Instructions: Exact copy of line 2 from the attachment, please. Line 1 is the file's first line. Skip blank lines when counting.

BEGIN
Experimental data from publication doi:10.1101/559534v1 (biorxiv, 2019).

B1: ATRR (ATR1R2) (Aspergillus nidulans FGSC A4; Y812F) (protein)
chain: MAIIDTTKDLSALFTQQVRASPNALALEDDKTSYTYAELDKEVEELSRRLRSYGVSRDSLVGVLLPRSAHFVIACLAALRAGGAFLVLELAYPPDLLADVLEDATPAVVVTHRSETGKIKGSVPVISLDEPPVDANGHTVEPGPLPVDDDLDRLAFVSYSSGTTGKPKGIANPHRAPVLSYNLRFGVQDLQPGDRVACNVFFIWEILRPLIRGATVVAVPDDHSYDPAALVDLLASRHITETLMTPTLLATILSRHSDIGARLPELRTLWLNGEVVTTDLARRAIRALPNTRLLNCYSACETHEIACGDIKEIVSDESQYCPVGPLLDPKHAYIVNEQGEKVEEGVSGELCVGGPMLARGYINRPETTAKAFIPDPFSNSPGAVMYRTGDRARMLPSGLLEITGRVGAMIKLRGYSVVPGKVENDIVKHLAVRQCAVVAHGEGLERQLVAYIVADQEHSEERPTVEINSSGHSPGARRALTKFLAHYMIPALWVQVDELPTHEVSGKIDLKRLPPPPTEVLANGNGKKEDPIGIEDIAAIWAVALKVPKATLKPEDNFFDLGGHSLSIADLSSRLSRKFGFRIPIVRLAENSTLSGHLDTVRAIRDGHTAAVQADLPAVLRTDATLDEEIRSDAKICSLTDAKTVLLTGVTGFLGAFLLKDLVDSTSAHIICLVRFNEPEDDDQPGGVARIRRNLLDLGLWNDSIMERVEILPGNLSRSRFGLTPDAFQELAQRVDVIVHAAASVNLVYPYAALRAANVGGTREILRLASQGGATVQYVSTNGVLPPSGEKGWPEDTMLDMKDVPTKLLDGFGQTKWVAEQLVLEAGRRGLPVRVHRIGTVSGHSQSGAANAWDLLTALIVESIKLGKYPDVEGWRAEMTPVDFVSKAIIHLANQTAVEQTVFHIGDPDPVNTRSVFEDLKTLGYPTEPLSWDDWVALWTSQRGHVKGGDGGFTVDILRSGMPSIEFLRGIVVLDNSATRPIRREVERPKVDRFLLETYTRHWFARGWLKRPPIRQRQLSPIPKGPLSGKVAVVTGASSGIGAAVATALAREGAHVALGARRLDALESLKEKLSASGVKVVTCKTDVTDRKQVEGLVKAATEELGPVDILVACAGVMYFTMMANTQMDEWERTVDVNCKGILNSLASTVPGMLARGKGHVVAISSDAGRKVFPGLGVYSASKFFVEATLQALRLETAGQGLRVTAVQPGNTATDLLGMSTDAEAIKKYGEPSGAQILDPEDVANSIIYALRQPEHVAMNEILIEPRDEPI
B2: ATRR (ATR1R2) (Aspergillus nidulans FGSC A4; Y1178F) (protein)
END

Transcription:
B1: ATRR (ATR1R2) (Aspergillus nidulans FGSC A4; Y812F) (protein)